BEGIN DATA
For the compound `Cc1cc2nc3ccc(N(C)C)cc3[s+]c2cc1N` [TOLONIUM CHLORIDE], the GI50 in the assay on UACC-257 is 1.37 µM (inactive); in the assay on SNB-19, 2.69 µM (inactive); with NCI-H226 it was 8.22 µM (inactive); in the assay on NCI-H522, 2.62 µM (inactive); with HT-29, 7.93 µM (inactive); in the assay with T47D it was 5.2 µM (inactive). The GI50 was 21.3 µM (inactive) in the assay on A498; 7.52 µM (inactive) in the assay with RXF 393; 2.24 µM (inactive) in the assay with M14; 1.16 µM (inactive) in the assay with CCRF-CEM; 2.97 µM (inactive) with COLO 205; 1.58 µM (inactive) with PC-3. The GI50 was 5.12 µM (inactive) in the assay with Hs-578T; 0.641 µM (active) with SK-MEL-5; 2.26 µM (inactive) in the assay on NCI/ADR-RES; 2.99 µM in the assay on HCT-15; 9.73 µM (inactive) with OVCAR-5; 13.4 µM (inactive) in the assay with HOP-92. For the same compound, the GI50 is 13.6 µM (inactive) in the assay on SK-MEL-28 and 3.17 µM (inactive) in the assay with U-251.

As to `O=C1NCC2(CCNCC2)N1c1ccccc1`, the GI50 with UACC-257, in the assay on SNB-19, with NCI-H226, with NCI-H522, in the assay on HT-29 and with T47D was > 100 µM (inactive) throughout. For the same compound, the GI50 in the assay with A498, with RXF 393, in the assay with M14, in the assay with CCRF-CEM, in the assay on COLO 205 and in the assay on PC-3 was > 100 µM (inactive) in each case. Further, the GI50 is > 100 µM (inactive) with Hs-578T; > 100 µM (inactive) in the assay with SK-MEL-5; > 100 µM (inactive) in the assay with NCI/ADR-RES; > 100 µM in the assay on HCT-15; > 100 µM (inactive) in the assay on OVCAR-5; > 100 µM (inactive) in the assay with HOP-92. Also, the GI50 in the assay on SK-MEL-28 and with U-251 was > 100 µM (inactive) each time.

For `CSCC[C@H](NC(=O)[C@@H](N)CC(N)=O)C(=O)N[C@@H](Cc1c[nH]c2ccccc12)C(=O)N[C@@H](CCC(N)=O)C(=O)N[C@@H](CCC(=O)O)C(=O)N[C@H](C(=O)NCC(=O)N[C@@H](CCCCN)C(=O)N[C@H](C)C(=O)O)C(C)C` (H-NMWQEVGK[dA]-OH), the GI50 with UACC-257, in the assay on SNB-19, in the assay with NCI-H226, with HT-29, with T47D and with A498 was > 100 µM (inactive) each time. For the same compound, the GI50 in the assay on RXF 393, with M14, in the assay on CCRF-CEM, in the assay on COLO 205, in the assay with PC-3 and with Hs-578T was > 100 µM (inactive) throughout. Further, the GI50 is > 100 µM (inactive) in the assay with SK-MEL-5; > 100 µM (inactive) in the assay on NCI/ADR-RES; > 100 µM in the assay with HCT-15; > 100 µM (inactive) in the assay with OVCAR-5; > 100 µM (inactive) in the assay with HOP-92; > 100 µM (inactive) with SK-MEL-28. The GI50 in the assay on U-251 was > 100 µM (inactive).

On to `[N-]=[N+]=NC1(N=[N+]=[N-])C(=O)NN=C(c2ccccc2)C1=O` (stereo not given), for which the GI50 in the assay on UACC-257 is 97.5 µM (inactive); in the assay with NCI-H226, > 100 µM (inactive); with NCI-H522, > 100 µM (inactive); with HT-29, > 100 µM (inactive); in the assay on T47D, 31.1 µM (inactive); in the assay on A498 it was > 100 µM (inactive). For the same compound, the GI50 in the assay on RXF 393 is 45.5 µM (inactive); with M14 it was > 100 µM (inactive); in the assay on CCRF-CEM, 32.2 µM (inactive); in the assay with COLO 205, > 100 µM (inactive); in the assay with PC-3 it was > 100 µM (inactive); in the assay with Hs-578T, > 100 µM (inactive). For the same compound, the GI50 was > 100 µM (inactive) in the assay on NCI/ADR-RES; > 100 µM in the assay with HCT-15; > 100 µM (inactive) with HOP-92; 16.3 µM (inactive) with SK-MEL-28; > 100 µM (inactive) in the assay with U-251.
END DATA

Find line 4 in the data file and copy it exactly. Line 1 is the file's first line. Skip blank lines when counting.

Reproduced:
On to `[N-]=[N+]=NC1(N=[N+]=[N-])C(=O)NN=C(c2ccccc2)C1=O` (stereo not given), for which the GI50 in the assay on UACC-257 is 97.5 µM (inactive); in the assay with NCI-H226, > 100 µM (inactive); with NCI-H522, > 100 µM (inactive); with HT-29, > 100 µM (inactive); in the assay on T47D, 31.1 µM (inactive); in the assay on A498 it was > 100 µM (inactive). For the same compound, the GI50 in the assay on RXF 393 is 45.5 µM (inactive); with M14 it was > 100 µM (inactive); in the assay on CCRF-CEM, 32.2 µM (inactive); in the assay with COLO 205, > 100 µM (inactive); in the assay with PC-3 it was > 100 µM (inactive); in the assay with Hs-578T, > 100 µM (inactive). For the same compound, the GI50 was > 100 µM (inactive) in the assay on NCI/ADR-RES; > 100 µM in the assay with HCT-15; > 100 µM (inactive) with HOP-92; 16.3 µM (inactive) with SK-MEL-28; > 100 µM (inactive) in the assay with U-251.